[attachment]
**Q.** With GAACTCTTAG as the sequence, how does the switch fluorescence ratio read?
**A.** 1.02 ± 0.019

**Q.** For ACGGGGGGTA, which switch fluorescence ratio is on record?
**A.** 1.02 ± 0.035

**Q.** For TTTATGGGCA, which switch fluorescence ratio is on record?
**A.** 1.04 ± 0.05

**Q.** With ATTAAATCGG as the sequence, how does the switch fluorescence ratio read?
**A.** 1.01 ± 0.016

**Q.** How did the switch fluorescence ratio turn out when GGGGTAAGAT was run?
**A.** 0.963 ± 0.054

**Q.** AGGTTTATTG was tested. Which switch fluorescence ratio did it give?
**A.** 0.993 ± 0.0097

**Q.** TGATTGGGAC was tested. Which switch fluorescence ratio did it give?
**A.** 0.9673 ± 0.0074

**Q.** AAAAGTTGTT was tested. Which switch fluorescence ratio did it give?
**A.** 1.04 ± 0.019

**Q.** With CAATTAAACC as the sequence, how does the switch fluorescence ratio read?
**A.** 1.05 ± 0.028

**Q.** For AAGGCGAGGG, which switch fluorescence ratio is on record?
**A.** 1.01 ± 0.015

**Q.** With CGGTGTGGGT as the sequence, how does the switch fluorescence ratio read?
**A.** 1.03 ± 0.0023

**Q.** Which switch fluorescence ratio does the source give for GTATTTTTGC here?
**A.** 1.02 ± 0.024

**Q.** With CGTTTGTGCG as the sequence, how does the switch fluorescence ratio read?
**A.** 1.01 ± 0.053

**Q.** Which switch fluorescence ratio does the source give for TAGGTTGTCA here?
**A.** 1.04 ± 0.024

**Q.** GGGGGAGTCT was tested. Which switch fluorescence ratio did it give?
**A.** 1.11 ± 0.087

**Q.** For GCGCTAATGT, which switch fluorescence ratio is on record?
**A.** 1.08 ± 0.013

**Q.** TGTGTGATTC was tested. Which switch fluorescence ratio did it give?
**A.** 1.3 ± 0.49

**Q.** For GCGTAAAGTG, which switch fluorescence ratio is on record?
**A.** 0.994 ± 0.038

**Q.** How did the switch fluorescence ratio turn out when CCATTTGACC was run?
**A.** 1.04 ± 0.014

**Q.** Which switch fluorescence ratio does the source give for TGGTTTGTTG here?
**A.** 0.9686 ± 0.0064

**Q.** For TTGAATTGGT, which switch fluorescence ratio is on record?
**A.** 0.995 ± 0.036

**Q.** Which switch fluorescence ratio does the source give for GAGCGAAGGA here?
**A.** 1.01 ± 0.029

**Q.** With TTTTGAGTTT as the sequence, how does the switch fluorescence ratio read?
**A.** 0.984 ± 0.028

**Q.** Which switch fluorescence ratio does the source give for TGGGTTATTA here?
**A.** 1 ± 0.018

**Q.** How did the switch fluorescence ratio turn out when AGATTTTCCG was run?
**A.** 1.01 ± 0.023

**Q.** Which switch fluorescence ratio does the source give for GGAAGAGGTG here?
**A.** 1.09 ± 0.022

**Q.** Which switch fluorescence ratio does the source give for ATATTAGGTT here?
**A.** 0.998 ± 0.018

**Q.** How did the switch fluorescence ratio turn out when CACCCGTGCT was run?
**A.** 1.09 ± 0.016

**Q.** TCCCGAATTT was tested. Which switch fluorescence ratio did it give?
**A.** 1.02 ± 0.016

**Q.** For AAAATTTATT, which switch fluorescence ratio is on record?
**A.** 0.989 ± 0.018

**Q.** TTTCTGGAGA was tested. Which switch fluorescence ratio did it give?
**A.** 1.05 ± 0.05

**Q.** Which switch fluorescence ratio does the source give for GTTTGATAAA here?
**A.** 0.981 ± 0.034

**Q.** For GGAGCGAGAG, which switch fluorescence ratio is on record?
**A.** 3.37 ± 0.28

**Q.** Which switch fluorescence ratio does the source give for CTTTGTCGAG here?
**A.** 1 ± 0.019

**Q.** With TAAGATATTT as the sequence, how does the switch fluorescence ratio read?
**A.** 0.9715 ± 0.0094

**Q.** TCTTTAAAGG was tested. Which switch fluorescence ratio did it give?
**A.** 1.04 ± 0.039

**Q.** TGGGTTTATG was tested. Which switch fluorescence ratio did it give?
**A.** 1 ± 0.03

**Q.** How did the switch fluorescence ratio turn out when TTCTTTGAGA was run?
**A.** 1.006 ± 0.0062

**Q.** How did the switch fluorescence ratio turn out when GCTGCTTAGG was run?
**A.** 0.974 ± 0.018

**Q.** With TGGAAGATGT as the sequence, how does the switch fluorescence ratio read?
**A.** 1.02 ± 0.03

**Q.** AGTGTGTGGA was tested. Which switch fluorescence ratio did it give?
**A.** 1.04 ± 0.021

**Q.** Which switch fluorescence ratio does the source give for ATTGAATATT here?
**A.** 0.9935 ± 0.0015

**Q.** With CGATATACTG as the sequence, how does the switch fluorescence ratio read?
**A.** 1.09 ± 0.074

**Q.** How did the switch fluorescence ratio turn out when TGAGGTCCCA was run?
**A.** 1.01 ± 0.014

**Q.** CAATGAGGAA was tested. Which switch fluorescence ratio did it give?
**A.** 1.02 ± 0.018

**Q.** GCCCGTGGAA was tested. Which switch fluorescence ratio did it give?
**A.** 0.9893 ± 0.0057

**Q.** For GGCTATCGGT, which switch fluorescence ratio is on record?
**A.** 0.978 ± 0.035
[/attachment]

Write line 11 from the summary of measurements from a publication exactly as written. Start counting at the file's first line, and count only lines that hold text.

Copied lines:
**Q.** AGGTTTATTG was tested. Which switch fluorescence ratio did it give?